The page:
While your center channel is the workhorse, the other two speakers that make up your front sound stage are your front left and right speakers.
These two speakers are, obviously, placed on the left and the right of your center channel. There really isn’t an exact distance apart for these two speakers, rather the distance between them is based on where your seating is positioned.
You should try to have the tweeter of this speaker in line with the ear height of your listening position, and (as mentioned) your center channel should have the same tweet height. This keeps the audio that is moving from left to right, smooth and on the same plane.
These two speakers should be in a range that is anywhere between 22 degrees and 30 degrees from the listening position. With an acoustically transparent screen, this can often place the front left and right speakers behind the screen, so keep that in mind when you are planning your room.
Side Surround Speakers
Your center channel, your front left, and your front right speaker all make up a single soundstage, with audio moving smoothly from one speaker to the other, and with you able to easily follow that movement.
When it comes to your surround speakers, your placement is designed so that the entire surround sound audio blends into an envelope around the side, and rear, of the listening position. While the audio engineer might create sounds that are coming from specific speakers, in general, your surround sound is diffused, and you shouldn’t be able to easily pick out what sound is coming from what speaker.
These speakers are placed anywhere between 90 degrees and 110 degrees from the listening position. And, where you want your front soundstage speakers to have the tweeter at ear height, with your surrounds you do not.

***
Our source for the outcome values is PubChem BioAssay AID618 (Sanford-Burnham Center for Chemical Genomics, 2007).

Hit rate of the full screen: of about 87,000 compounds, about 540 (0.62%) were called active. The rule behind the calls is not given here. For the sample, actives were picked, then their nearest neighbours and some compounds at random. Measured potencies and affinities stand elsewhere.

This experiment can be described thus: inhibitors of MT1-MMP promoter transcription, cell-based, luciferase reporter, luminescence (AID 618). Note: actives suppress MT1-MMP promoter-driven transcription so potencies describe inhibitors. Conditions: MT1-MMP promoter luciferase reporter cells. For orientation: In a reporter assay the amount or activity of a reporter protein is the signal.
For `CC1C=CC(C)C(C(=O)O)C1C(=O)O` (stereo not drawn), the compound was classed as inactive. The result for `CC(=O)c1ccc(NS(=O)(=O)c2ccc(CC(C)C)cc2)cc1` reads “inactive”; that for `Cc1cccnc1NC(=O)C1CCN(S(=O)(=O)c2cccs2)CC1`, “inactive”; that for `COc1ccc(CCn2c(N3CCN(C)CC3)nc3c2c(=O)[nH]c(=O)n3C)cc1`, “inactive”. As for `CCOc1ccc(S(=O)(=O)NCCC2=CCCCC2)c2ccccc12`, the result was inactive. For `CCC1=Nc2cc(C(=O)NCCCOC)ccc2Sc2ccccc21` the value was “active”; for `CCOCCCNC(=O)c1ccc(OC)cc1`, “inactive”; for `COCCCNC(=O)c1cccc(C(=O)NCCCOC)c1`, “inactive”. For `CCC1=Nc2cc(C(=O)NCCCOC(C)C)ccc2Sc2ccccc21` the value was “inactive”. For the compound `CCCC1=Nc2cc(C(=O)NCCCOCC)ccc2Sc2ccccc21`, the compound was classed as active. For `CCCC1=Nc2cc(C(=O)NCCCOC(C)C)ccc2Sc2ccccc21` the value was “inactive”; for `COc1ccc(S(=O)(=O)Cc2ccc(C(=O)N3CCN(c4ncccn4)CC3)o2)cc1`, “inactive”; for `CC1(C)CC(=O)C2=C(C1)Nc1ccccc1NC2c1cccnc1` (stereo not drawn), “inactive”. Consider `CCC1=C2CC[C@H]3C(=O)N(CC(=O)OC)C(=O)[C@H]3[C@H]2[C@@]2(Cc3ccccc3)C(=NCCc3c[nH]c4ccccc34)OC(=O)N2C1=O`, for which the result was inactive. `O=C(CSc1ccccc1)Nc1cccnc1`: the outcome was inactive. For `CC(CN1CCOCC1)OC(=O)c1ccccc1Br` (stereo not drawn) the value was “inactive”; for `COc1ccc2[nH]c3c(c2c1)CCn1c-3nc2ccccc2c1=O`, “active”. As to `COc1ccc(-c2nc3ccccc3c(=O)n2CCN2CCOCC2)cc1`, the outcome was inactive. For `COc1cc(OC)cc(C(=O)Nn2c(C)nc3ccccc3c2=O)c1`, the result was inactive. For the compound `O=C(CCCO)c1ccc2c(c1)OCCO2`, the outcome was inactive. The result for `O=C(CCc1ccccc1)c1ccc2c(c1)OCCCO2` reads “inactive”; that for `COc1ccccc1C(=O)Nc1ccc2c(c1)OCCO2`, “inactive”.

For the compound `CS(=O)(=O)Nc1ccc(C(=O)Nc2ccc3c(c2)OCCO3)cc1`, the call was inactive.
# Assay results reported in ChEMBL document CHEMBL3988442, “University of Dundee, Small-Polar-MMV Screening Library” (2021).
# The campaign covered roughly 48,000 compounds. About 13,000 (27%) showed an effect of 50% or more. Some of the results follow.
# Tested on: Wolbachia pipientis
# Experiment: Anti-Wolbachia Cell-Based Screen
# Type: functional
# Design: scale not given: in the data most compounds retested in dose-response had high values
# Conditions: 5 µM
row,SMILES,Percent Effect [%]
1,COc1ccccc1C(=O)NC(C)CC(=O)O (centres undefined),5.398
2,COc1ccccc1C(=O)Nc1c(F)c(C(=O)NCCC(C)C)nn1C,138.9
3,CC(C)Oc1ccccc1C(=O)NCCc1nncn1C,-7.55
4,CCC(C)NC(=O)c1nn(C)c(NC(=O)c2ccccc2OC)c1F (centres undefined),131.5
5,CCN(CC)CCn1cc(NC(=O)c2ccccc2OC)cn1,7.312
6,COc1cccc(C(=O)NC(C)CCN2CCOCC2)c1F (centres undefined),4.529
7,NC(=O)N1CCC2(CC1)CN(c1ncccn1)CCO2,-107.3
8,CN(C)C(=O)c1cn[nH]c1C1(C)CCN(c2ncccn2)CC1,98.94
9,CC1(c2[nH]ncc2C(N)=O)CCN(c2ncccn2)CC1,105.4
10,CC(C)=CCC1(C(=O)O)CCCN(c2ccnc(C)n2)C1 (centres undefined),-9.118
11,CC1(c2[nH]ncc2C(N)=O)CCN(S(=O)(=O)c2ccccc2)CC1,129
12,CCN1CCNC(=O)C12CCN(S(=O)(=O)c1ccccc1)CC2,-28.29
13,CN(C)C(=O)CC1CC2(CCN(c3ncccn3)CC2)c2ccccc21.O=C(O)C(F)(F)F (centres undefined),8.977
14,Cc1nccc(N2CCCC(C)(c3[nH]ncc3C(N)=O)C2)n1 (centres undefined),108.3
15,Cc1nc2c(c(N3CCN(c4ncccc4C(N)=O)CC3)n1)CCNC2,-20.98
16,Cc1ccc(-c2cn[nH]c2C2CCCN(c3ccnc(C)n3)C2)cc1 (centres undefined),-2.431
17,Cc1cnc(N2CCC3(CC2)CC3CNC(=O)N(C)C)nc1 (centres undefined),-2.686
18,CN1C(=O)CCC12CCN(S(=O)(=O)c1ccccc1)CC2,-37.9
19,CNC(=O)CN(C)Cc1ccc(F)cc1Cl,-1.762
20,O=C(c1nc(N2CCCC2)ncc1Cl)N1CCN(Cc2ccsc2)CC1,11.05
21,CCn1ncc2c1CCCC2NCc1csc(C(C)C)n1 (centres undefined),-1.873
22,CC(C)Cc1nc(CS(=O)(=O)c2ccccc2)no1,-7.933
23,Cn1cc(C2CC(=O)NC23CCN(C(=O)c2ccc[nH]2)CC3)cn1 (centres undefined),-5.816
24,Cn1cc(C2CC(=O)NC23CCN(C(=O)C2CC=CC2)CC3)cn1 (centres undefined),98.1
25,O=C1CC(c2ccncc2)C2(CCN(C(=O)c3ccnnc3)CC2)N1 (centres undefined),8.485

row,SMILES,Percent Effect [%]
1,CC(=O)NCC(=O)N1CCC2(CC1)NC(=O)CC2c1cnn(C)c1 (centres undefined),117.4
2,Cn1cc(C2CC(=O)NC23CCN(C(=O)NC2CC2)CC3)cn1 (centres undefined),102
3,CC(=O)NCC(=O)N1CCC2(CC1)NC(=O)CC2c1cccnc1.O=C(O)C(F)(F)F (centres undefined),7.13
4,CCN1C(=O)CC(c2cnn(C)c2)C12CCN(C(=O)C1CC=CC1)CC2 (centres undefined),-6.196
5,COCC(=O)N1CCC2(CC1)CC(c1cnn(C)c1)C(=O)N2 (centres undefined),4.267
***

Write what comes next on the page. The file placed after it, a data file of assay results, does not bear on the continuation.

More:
Your surround sound speakers should be above ear height, if your room allows it they should be two to three feet higher than the ear height of the listening position. Remember the idea here is to create an immersive sound field, not point the speakers directly at the ears of the listeners.
Rear Surround Speakers
Your rear surround speakers follow the same basic principles as the side surrounds. This means you want them higher than the ears of the listening position, also two to three feet, if possible.
For placement, these speakers should be anywhere between 135 degrees and 150 degrees from the listening position.
One thing to keep in mind, when designing your room, is that your entrance door is likely on the rear wall, and one of the rear surrounds might have to move, due to the doorway. For most people, every home theater requires compromise in one area or another, if you end up having a surround speaker that is outside the ‘recommended’ range some, don’t let that stop you from building your theater.
Final note: Yes, there are minor differences between using the Dolby specs, which is what this article is based on, the DTS specs, and the THX specs (THX places the rear surrounds right next to one another, centered on the rear wall), but this core information applies to most home theater projects.